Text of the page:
In Fig. 1 we can notice a number of differences in the simulation results corresponding to initial perturbations of different angular size. Large scale perturbations ($\pi/6$, $\pi /8$) lead to a uniform distortion of the whole shell. This behavior is more typical of the TS rather than RT instability. When the former is the main process at work, the shell material is not efficiently advected toward the bump, and the density contrast between the wings and the center of the interface distortion keeps almost constant during the evolution.

There is a transition between the regime of dominance of RT versus TS instability at wavelengths corresponding to $\theta \sim\pi/8$. For this value of $\theta $ the whole shell still shows a bending typical of the TS but a rather elongated finger, likely related to an intervening contribution of RT instability, is now present at its bottom. This behavior can also be appreciated looking at Fig. 5 where the power spectrum of the normalized density distribution is shown. For $\theta =\pi /8$ we see that the power is still on the scale of the original perturbation, while we start to observe a decay to smaller scales, associated to the formation of a narrow finger only for $\theta \ga\pi/12$.

As expected the growth of the finger is more rapid at larger wave numbers and it seems to converge for small scale perturbations. This is probably the effect of the intervening KH instability that drags away material from the head of the finger: this effect naturally occurs earlier at smaller scales.

Another point to notice is that no secondary KH-type instability along the finger is actually present in simulations with $\theta >\pi/16$. This is due to the combination of two main effects: first of all, the larger growth rate of RT instability at smaller wavelengths causes a larger shear along the boundaries of the finger providing a more effective trigger for the KH instability; moreover, as the resolution in angle improves, numerical noise, that may act as a seed for the instability is dissipated less efficiently.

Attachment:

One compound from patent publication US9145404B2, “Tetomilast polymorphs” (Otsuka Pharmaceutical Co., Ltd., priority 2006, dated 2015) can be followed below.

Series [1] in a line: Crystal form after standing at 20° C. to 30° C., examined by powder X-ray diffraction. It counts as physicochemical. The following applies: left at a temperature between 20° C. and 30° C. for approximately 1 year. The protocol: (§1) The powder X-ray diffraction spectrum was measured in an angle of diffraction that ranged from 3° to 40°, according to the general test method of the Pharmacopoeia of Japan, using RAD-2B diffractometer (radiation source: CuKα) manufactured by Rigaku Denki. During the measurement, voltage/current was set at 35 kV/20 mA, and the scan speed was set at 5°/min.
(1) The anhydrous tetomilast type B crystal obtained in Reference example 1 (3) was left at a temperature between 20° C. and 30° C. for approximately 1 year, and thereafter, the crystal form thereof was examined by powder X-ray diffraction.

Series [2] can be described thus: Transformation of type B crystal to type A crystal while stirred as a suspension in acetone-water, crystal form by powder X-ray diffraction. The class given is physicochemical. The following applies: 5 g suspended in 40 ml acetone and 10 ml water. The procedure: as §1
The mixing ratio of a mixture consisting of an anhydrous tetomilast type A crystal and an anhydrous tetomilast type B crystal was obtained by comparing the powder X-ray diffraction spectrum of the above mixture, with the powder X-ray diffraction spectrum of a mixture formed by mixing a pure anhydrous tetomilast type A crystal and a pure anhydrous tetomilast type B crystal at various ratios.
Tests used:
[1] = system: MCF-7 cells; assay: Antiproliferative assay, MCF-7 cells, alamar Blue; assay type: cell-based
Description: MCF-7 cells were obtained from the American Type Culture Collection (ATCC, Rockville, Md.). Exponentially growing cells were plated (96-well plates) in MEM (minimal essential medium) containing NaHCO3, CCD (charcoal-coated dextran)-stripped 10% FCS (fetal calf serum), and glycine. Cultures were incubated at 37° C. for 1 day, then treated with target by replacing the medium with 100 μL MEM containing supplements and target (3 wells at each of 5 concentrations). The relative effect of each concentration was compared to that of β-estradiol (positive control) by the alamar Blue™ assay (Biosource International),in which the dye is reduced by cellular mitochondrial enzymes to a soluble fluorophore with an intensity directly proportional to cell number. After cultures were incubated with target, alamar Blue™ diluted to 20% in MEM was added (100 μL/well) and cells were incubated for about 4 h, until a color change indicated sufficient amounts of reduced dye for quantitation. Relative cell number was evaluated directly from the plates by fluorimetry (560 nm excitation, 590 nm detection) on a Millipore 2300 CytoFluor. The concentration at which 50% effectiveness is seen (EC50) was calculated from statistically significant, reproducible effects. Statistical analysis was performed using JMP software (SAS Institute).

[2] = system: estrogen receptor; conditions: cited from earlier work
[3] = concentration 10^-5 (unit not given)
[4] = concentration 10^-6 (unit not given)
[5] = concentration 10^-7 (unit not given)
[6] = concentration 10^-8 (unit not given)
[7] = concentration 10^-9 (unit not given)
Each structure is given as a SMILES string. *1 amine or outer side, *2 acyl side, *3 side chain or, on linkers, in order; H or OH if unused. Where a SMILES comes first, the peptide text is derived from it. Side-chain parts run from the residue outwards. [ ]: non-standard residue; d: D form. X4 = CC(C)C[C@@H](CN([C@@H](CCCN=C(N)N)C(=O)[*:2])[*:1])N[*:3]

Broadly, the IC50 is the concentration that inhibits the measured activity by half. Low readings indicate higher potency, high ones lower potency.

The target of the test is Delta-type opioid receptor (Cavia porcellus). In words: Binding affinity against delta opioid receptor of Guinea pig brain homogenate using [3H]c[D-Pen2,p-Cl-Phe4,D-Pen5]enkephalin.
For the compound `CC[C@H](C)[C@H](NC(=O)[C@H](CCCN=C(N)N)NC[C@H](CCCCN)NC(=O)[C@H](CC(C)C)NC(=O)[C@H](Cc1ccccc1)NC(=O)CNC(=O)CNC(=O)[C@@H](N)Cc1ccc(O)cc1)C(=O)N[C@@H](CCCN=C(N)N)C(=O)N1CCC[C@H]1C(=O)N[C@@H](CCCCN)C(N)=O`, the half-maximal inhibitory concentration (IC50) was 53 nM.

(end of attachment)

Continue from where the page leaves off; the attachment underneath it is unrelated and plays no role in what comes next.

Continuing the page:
Our simulations show that the formation of mushroom caps on top of the fingers is a quasi-periodic process. When a mushroom cap is formed its typical density is about 2 orders of magnitude below that in the head of the finger, and the drag exerted on its wing by the lighter fluid can force it to shift toward the base where it collides with the swept up shell of ejecta. In the meanwhile, shear on the head causes the formation of a new mushroom cap and the process starts again. We notice also that in none of our cases the finger penetrates the free flowing wind region and the thickness of the mixing layer extends in the case $\theta =\pi /32$ for about one quarter of the size of the entire nebula. As the head of the finger recedes toward the termination shock, the velocity of the relativistic fluid in front of it increases and so do the drag and the shear thus reducing the growth itself. This result is in principle related to the initial perturbations. However the perturbation we adopted is fairly high, and even extrapolating to later times in the evolution it would take $\sim $40 t0 to penetrate the termination shock. Given that the free expansion phase lasts for about 3000-4000 years this means that, even neglecting the high shear the head of the finger would be subject when moving to the inner part of the nebula, the instability needs to start since  50 yr after the SN in order to affect the relativistic wind at very late times (spin-down will cause the termination shock to recede even more toward the pulsar, Bucciantini et al. 2004), and it is not clear if at such an early time the PWN has already set into self-similar expansion. So we deem this result can be generalized as a common property of the filamentary network in PWNe.

The efficiency with which material is actually forced to converge into the finger strongly depends on the size of the initial perturbation. The less the mass that moves from the shell into the finger, the less the shell deformation will be: in the case of shortest wavelengths both the surface density and the total mass in the shell are actually less than in the unperturbed case, causing a slightly larger nebular radius. Looking at Table 1 we see that in the HD case the mass in the mixing layer (finger plus turbulent KH structure) ranges from 2 to 4 times the mass in the shell: a result in agreement with previous simulations in classical HD regime by J98. However we want to stress that even a large change in the total mass of the shell implies only minor changes in the evolution of the PWN size. In the case when $\theta =\pi /32$, despite 80% of the total swept-up mass is in the mixing layer (that, as we mentioned, extends for about one quarter of the size of the nebula) the final radius of the PWN is only 10% larger.

From the point of view of observations, it may be interesting to notice the following. When fingers are well developed, the density in the head can be 2-3 times higher than the maximum value reached in the shell. Therefore, if one expects radiative cooling to be effective in the shell, it will be much more so in these clumps, where the gas may be only partially ionized.